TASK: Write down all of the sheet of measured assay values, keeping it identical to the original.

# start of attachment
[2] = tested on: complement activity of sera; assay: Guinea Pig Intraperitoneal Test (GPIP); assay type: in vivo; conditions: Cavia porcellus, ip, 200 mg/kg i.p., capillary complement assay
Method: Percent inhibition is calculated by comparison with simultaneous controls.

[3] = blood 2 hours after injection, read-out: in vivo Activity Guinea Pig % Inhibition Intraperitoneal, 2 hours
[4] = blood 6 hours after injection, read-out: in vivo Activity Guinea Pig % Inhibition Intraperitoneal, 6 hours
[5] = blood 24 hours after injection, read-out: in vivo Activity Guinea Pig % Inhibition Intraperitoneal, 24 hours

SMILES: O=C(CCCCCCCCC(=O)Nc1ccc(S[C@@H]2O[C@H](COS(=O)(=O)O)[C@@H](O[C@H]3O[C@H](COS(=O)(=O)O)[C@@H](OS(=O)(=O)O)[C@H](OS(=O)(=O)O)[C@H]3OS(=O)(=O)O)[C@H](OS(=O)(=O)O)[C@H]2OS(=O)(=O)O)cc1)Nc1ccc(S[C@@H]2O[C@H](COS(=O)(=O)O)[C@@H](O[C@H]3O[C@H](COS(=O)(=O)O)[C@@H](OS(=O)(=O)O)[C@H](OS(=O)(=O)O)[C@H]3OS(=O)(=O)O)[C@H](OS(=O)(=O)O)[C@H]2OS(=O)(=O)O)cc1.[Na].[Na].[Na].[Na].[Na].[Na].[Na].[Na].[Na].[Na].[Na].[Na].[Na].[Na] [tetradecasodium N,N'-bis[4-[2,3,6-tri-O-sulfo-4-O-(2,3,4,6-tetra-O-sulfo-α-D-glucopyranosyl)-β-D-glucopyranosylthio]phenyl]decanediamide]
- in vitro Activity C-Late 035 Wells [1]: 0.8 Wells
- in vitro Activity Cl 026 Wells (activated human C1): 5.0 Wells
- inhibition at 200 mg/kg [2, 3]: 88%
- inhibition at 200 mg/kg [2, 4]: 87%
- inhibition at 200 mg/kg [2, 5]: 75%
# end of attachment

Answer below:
[2] = tested on: complement activity of sera; assay: Guinea Pig Intraperitoneal Test (GPIP); assay type: in vivo; conditions: Cavia porcellus, ip, 200 mg/kg i.p., capillary complement assay
Method: Percent inhibition is calculated by comparison with simultaneous controls.

[3] = blood 2 hours after injection, read-out: in vivo Activity Guinea Pig % Inhibition Intraperitoneal, 2 hours
[4] = blood 6 hours after injection, read-out: in vivo Activity Guinea Pig % Inhibition Intraperitoneal, 6 hours
[5] = blood 24 hours after injection, read-out: in vivo Activity Guinea Pig % Inhibition Intraperitoneal, 24 hours

SMILES: O=C(CCCCCCCCC(=O)Nc1ccc(S[C@@H]2O[C@H](COS(=O)(=O)O)[C@@H](O[C@H]3O[C@H](COS(=O)(=O)O)[C@@H](OS(=O)(=O)O)[C@H](OS(=O)(=O)O)[C@H]3OS(=O)(=O)O)[C@H](OS(=O)(=O)O)[C@H]2OS(=O)(=O)O)cc1)Nc1ccc(S[C@@H]2O[C@H](COS(=O)(=O)O)[C@@H](O[C@H]3O[C@H](COS(=O)(=O)O)[C@@H](OS(=O)(=O)O)[C@H](OS(=O)(=O)O)[C@H]3OS(=O)(=O)O)[C@H](OS(=O)(=O)O)[C@H]2OS(=O)(=O)O)cc1.[Na].[Na].[Na].[Na].[Na].[Na].[Na].[Na].[Na].[Na].[Na].[Na].[Na].[Na] [tetradecasodium N,N'-bis[4-[2,3,6-tri-O-sulfo-4-O-(2,3,4,6-tetra-O-sulfo-α-D-glucopyranosyl)-β-D-glucopyranosylthio]phenyl]decanediamide]
- in vitro Activity C-Late 035 Wells [1]: 0.8 Wells
- in vitro Activity Cl 026 Wells (activated human C1): 5.0 Wells
- inhibition at 200 mg/kg [2, 3]: 88%
- inhibition at 200 mg/kg [2, 4]: 87%
- inhibition at 200 mg/kg [2, 5]: 75%